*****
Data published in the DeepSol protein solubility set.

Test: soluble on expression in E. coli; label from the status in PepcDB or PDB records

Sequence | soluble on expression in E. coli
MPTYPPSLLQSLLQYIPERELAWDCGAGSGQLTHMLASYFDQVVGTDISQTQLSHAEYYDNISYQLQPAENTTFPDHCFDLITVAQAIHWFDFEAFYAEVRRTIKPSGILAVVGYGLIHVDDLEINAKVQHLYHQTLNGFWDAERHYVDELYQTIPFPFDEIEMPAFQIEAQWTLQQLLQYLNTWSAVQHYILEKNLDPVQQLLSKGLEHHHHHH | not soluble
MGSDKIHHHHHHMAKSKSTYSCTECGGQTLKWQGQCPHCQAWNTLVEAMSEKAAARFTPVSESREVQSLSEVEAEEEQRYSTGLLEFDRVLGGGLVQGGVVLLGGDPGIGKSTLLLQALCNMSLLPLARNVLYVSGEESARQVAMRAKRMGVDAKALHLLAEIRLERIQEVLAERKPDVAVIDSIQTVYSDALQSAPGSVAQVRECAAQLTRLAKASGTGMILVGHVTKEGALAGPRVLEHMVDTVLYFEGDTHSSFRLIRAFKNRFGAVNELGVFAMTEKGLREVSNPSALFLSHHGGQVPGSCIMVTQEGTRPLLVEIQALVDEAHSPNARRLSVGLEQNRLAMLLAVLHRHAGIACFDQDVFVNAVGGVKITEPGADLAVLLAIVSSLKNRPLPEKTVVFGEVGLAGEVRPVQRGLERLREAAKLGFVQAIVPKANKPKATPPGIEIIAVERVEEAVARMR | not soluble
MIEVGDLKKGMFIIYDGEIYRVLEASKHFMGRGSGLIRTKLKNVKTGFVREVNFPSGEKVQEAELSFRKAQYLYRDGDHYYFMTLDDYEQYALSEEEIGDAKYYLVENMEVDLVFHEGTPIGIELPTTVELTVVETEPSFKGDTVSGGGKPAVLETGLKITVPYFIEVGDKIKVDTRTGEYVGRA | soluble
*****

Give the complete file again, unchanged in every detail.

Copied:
Data published in the DeepSol protein solubility set.

Test: soluble on expression in E. coli; label from the status in PepcDB or PDB records

Sequence | soluble on expression in E. coli
MPTYPPSLLQSLLQYIPERELAWDCGAGSGQLTHMLASYFDQVVGTDISQTQLSHAEYYDNISYQLQPAENTTFPDHCFDLITVAQAIHWFDFEAFYAEVRRTIKPSGILAVVGYGLIHVDDLEINAKVQHLYHQTLNGFWDAERHYVDELYQTIPFPFDEIEMPAFQIEAQWTLQQLLQYLNTWSAVQHYILEKNLDPVQQLLSKGLEHHHHHH | not soluble
MGSDKIHHHHHHMAKSKSTYSCTECGGQTLKWQGQCPHCQAWNTLVEAMSEKAAARFTPVSESREVQSLSEVEAEEEQRYSTGLLEFDRVLGGGLVQGGVVLLGGDPGIGKSTLLLQALCNMSLLPLARNVLYVSGEESARQVAMRAKRMGVDAKALHLLAEIRLERIQEVLAERKPDVAVIDSIQTVYSDALQSAPGSVAQVRECAAQLTRLAKASGTGMILVGHVTKEGALAGPRVLEHMVDTVLYFEGDTHSSFRLIRAFKNRFGAVNELGVFAMTEKGLREVSNPSALFLSHHGGQVPGSCIMVTQEGTRPLLVEIQALVDEAHSPNARRLSVGLEQNRLAMLLAVLHRHAGIACFDQDVFVNAVGGVKITEPGADLAVLLAIVSSLKNRPLPEKTVVFGEVGLAGEVRPVQRGLERLREAAKLGFVQAIVPKANKPKATPPGIEIIAVERVEEAVARMR | not soluble
MIEVGDLKKGMFIIYDGEIYRVLEASKHFMGRGSGLIRTKLKNVKTGFVREVNFPSGEKVQEAELSFRKAQYLYRDGDHYYFMTLDDYEQYALSEEEIGDAKYYLVENMEVDLVFHEGTPIGIELPTTVELTVVETEPSFKGDTVSGGGKPAVLETGLKITVPYFIEVGDKIKVDTRTGEYVGRA | soluble